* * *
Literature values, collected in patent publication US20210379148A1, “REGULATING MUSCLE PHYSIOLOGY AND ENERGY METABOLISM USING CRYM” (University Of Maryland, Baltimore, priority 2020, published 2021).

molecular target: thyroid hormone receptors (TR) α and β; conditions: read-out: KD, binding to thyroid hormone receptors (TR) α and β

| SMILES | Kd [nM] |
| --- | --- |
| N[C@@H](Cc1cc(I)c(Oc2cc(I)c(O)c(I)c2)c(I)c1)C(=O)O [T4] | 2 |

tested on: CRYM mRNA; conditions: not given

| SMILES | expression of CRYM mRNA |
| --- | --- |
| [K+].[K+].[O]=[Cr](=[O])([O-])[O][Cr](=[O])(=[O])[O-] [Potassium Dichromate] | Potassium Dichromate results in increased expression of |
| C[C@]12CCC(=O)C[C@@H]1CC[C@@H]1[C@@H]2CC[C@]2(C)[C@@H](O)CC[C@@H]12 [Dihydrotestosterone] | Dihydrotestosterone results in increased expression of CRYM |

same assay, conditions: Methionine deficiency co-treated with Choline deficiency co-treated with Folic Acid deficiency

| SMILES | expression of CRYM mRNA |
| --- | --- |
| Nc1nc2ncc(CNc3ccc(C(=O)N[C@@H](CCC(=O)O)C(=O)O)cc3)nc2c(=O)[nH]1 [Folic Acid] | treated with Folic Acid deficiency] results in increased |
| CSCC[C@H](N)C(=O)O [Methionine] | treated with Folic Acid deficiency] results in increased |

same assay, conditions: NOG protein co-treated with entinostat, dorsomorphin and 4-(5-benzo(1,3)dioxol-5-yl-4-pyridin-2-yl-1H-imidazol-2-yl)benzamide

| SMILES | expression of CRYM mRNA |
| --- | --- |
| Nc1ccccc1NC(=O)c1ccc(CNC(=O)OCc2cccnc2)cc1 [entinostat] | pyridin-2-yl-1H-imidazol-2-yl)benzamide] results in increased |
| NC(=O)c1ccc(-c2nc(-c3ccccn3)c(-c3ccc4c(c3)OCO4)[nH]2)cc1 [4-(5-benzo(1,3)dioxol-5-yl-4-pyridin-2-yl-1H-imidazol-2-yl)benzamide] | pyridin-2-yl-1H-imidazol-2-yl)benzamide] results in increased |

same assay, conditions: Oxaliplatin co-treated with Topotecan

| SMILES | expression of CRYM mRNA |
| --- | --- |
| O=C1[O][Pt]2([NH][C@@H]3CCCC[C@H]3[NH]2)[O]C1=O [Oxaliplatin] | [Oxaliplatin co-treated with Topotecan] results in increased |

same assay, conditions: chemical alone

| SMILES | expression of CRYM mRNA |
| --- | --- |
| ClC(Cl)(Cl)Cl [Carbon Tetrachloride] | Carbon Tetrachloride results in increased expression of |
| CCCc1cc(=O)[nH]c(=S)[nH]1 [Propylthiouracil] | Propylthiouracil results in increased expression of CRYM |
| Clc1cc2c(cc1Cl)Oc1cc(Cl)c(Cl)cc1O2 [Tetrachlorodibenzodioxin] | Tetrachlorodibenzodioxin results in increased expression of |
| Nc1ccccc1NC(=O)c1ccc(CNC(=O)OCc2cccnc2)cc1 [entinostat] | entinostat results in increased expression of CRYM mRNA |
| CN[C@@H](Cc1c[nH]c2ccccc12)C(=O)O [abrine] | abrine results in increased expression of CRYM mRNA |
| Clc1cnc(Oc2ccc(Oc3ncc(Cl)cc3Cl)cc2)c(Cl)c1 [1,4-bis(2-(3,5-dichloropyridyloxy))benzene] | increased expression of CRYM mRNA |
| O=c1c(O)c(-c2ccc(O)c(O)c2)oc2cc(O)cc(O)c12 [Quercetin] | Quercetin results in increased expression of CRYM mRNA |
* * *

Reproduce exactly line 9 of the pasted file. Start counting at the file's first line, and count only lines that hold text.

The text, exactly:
| [K+].[K+].[O]=[Cr](=[O])([O-])[O][Cr](=[O])(=[O])[O-] [Potassium Dichromate] | Potassium Dichromate results in increased expression of |